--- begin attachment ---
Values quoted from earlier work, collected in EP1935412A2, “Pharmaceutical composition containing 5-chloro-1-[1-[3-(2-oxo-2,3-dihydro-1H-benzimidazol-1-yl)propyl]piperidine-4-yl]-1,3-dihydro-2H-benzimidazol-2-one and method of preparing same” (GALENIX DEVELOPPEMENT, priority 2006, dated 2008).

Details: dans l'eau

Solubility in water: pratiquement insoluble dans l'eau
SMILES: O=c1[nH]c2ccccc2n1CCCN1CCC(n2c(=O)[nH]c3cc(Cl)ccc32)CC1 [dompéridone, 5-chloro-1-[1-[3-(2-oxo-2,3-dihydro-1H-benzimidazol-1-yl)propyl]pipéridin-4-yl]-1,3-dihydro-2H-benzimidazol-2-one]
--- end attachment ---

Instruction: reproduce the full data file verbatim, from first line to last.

Values quoted from earlier work, collected in EP1935412A2, “Pharmaceutical composition containing 5-chloro-1-[1-[3-(2-oxo-2,3-dihydro-1H-benzimidazol-1-yl)propyl]piperidine-4-yl]-1,3-dihydro-2H-benzimidazol-2-one and method of preparing same” (GALENIX DEVELOPPEMENT, priority 2006, dated 2008).

Details: dans l'eau

Solubility in water: pratiquement insoluble dans l'eau
SMILES: O=c1[nH]c2ccccc2n1CCCN1CCC(n2c(=O)[nH]c3cc(Cl)ccc32)CC1 [dompéridone, 5-chloro-1-[1-[3-(2-oxo-2,3-dihydro-1H-benzimidazol-1-yl)propyl]pipéridin-4-yl]-1,3-dihydro-2H-benzimidazol-2-one]